Saturday, February 18, 2012

Everything Counts in Child Custody Battles

My clients often believe that courts are biased and would make a woman primary custodial parent especially if that woman did not work full time during their marriage. Fortunately, this belief is rapidly changing from reality into a myth, which is proven not only by Washington statutes but also recent court of appeals decisions.

In making custodial arrangements, Washington courts apply factors set out in RCW 26.09.187(3). “Relative strength, nature, and stability of the child’s relationship with each parent” is one of the factors and is given the greatest weight. The courts also look at “each parent's past and potential for future performance of parenting functions as defined in RCW 26.09.004(3), including whether a parent has taken greater responsibility for performing parenting functions relating to the daily needs of the child.” That means that if a husband takes slightly more care of the child then his wife, he can be found to be a primary custodial parent by the court during dissolution of marriage action.

In a recent unpublished opinion In Re the Matter of the Marriage of Irene Bubernak and Thomas Bubernak, the court of appeals upheld trial court’s decision to enter a parenting plan making Thomas the primary residential parent of the couple’s seven year old son.

In response to Irene’s evidence that she did not work full time for the first two years of her son’s life and, at trial, was his primary provider, the court of appeals stated:

“This fact, even if true, does not, however, necessarily mean that application of the “relative strength, nature, and stability of the child’s relationship with each parent” factor must weigh in Irene’s favor.”

The court considered other aspects of parties’ parenting skills. It is hard to tell from the court of appeals summary of evidence, what exactly was presented at trial. It seems that among other evidence the trial judge considered the following:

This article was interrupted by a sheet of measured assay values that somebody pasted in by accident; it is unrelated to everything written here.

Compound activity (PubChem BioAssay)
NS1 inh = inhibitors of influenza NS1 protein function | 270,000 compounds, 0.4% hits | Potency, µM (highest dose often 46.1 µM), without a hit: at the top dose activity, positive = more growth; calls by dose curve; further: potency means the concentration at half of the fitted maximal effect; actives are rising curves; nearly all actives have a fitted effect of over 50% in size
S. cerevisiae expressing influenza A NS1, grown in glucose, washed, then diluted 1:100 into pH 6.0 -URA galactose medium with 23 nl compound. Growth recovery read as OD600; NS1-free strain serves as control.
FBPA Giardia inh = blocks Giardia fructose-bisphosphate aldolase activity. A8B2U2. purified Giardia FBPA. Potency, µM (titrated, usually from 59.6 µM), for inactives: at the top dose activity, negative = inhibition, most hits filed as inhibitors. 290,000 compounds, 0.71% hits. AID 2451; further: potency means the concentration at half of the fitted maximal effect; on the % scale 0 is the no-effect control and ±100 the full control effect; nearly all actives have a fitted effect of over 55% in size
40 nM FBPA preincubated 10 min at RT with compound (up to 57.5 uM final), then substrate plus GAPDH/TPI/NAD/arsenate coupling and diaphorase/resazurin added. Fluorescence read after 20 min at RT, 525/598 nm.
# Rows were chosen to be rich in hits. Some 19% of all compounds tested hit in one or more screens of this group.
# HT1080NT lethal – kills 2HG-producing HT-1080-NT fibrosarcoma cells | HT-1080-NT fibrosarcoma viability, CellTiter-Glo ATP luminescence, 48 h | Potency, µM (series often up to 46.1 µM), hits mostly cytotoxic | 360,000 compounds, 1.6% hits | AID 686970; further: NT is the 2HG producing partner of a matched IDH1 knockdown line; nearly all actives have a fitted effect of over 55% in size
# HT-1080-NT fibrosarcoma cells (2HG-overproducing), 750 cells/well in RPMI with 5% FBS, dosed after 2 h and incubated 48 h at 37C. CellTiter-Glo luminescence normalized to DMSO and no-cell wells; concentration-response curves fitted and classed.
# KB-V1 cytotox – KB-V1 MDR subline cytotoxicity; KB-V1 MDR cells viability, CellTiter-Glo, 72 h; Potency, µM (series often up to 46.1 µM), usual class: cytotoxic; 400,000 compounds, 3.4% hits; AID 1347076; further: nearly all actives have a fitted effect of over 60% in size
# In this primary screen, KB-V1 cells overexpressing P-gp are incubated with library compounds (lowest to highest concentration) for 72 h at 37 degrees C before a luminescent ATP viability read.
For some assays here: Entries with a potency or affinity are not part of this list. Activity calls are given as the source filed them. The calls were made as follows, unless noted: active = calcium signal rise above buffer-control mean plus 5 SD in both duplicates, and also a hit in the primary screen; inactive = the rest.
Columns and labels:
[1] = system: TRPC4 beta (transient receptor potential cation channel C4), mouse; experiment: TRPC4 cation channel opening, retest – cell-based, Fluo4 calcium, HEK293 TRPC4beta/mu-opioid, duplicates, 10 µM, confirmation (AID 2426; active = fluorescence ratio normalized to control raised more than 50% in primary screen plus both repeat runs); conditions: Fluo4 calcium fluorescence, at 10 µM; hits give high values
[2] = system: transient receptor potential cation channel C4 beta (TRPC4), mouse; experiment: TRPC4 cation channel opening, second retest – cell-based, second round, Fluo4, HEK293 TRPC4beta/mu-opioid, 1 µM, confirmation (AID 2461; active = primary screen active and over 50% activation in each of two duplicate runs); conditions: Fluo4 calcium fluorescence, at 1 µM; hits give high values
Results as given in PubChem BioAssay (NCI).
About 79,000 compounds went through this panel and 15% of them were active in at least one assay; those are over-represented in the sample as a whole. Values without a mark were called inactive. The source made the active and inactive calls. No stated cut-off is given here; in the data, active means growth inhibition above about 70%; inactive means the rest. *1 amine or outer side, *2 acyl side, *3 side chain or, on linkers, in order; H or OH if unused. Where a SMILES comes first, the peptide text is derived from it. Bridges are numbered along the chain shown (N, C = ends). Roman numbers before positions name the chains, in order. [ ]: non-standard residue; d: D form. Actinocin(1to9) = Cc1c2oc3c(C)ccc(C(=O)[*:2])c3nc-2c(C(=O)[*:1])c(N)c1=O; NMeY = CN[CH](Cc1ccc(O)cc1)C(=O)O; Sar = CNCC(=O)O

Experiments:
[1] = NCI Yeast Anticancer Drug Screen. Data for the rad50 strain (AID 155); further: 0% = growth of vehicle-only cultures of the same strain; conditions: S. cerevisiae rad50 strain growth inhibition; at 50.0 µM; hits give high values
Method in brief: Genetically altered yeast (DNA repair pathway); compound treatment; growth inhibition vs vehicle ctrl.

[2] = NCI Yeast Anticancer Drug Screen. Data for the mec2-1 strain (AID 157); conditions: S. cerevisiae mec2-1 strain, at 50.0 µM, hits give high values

1. Testimony of Irene and Thomas regarding their parenting functions;

2. Testimony and report of court appointed parenting plan evaluator Jennifer Keilin, who interviewed both parents, conducted parent-child observations with both parents, reviewed an interpretation by Dr. Marsha Hedrick of her psychological testing of the parents, the filed pleadings, parents’ questionnaires completed by the parents and other materials provided by the parents.

3. Testimony of the friends, colleagues, including child’s kindergarten teacher, and a neighbor.

It seems that the trial court just like Keilin found that “the child appeared to have a somewhat stronger, more positive, and more stable relationship with Thomas.” From the summary of evidence provided by court of appeals it seems that in making distinction between parents both courts focused on negative aspects of Irene’s behavior.

For example, they emphasized that Irene had history of depression, difficulties managing time and other details, was a bit rigid, and had a tendency to become overwhelmed.  At time she also had difficulty meeting the child’s emotional needs for consistency and routine.

According to the kindergarten teacher, the child was sometimes late at school when Irene brought him. She also testified that the child seemed more stressed at days when Irene brought him and that it took the child longer to get into the days’ routine on those days than on days when Tom brought him.

Neighbor testified that Tom and the child had a “great relationship” and that as a parent Irene “seemed a bit withdrawn.”

Parenting plan evaluator Keilin stated in the conclusion of her report:

“Both parents love [the child] and put effort into prioritizing his needs. The data supports that, of the two parents, Tom has a better emotional health and has consistently provided [the child] a stable, loving relationship. He also has somewhat stronger parenting skills, including a greater ability to provide structure and routine. Tom’s schedule is more flexible and he has greater availability that Irene. Finally, the child loves both parents, but he has a stronger affinity for and a better relationship with Tom.”

The trial court also considered Irene’s allegations of domestic violence, who claimed that Tom committed acts of physical aggression and exhibited signs of coercive controlling behavior. After hearing testimony of the parties’ joint counselor, a doctor who conducted a domestic violence evolution, and a mental health counselor, who performed risk assessment for Thomas, the trial court found no credible evidence that Thomas was physically violent to Irene or that Irene was ever in reasonable fear of any physical violence.

From my point of view, this case demonstrates not only a shift in man’s desire to share residential custody of the children but also it proves that at trial each and every little thing counts. It is absolutely essential not only to prepare your case for hearings and trials but also while the dissolution is pending to conduct yourselves in a way that would not jeopardize your future ability to request to be a primary residential parent for your children.

In cases where both parents took care of the child, the court will focus on mental health issues, even if they are not substantial. Little details like bringing the child late to school on occasion or acting somewhat irrationally might make a huge difference during a child custody battle.